San Francisco’s rich and long-lasting film history comes to life 

click to enlarge The show is titled after a collection of paintings by Kim Novak, who will receive the San Francisco Cinematic Icon Award on Thursday at “Standing Ovations,” a historical society gala fundraiser. - COURTESY PHOTO
  • Courtesy Photo
  • The show is titled after a collection of paintings by Kim Novak, who will receive the San Francisco Cinematic Icon Award on Thursday at “Standing Ovations,” a historical society gala fundraiser.

Fascinating memorabilia from 132 years of the Bay Area’s film history comes to the Old Mint this week in “The Stuff That Dreams Are Made Of: San Francisco and the Movies.”

The San Francisco Museum and Historical Society made great efforts to pull together reels, photographs, posters, vintage cameras and props — many from private collections — for a brief exhibit period, just nine days.

The show is titled after a collection of paintings by Kim Novak, who will receive the San Francisco Cinematic Icon Award on Thursday at “Standing Ovations,” a historical society gala fundraiser.  

The Bay Area attracted filmmakers as early as the end of the 19th century, for its weather, scenery and homegrown industry; it also was a destination for Hollywood people, according to silent film historian David Kiehn.

By 1912, Essanay Studio came to Niles in the East Bay to produce Broncho Billy Westerns and Charlie Chaplin comedies. The exhibit includes Essanay memorabilia as well as the Miles Brothers’ 1906 “A Trip Down Market Street.”

The City’s appearance in hundreds of films is covered, from the 1935 “Barbary Coast” to the 2010 “My Name Is Khan,” and including Hitchcock thrillers, the Dirty Harry series, “The Conversation” and 1941’s “Maltese Falcon,” which has a room of its own in the show.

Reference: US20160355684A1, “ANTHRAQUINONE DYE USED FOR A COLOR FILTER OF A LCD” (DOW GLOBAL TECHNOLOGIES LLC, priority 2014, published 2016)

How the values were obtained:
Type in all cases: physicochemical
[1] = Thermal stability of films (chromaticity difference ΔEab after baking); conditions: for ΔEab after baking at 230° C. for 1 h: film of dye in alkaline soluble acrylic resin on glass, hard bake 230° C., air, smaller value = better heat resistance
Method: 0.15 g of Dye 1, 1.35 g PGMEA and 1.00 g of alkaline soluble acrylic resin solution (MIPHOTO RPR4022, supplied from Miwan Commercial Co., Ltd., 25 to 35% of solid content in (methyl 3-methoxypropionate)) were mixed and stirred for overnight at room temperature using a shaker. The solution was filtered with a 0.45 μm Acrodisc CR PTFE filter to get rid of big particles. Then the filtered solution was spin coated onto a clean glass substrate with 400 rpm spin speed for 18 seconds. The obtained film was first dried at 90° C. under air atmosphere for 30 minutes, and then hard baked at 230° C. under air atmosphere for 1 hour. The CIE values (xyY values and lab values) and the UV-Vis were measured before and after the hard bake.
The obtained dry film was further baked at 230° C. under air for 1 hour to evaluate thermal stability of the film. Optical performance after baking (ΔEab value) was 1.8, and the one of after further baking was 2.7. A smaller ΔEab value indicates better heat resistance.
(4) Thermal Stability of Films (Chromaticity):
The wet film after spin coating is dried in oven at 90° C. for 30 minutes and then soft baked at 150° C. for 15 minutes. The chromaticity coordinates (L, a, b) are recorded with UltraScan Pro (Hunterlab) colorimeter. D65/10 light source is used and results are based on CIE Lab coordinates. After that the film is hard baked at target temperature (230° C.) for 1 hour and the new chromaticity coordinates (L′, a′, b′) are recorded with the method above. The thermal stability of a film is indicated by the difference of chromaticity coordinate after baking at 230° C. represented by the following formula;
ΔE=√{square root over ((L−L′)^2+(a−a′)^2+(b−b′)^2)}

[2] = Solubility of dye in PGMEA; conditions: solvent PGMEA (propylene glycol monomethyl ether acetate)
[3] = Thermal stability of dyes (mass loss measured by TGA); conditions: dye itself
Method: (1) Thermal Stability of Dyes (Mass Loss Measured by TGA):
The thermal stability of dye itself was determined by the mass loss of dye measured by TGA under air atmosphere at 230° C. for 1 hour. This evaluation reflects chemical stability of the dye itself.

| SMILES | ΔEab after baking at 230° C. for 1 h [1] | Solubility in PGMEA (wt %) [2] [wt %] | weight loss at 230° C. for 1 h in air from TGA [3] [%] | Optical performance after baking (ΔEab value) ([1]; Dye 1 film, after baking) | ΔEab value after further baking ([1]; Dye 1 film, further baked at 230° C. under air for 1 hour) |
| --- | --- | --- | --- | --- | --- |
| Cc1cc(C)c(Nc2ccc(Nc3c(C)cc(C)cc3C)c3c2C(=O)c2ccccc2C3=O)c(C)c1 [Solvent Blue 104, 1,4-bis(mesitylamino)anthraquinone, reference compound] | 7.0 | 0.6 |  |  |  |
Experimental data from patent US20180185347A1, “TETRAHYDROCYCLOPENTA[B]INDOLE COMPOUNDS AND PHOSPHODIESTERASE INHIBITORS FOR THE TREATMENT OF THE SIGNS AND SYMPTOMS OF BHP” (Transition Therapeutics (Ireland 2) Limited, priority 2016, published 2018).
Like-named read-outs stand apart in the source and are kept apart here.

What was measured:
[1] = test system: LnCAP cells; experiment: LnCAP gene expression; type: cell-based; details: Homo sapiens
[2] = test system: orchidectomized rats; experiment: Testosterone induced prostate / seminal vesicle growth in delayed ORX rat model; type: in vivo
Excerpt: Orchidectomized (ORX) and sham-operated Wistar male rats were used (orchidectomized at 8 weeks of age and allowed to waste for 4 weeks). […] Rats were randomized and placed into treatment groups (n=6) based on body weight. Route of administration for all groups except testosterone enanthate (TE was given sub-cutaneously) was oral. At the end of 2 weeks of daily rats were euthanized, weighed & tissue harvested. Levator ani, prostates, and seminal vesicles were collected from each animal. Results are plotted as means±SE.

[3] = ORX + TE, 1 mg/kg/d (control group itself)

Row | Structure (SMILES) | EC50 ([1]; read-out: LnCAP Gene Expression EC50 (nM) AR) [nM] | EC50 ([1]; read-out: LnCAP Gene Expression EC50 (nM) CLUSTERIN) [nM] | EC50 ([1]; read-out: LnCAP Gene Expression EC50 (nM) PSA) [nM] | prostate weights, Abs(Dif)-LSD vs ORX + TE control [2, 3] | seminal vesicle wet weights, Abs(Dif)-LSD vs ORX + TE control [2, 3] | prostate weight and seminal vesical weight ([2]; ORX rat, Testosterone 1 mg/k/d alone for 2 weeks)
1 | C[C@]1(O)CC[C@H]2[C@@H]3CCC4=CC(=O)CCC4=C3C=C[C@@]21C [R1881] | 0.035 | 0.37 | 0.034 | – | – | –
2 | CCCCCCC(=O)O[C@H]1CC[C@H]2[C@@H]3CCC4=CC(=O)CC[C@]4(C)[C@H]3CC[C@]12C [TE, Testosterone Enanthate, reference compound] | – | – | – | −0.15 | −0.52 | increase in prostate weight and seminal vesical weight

Also on view are photographs taken on the sets of “Take the Money and Run,” “Petulia” and other films by Morton Beebe. Photographs by R.A. McBride showcase the S.F.’s old movie palaces, and original posters from the collection of Eddie Muller explore the noir era.

Among century-old documents are photos of Chaplin and Edna Purviance on location in Golden Gate Park, shooting “A Jitney Elopement.”

The retrospective celebrates both tradition and innovation, moving from D.W. Griffith and Mack Sennett (who was active in San Rafael) to the modern-day Dream Factories gallery that includes sketches from Pixar animation studios.

IF YOU GO
The Stuff That Dreams Are Made Of

Presented by San Francisco Museum and Historical Society

Where: Old Mint, 88 Fifth St. (at Mission Street), S.F.
When: 11 a.m. to 4 p.m. Saturday through June 24
Tickets: $10
Contact: (415) 775-1111, www.sfhistory.org/events/exhibits
Note: A benefit gala with Kim Novak begins with a 5 p.m. reception Thursday. Tickets start at $500; call (415) 710-7332 or email plumtree@comcast.net for details.

About The Author

Janos Gereben

Janos Gereben

Bio:
Janos Gereben is a writer and columnist for SF Classical Voice; he has worked as writer and editor with the NY Herald-Tribune, TIME Inc., UPI, Honolulu Star-Bulletin, San Jose Mercury News, Post Newspaper Group, and wrote documentation for various technology companies.
Pin It
Favorite

More by Janos Gereben

Latest in Movies

Monday, Dec 5, 2016

Videos

Most Popular Stories

© 2016 The San Francisco Examiner

Website powered by Foundation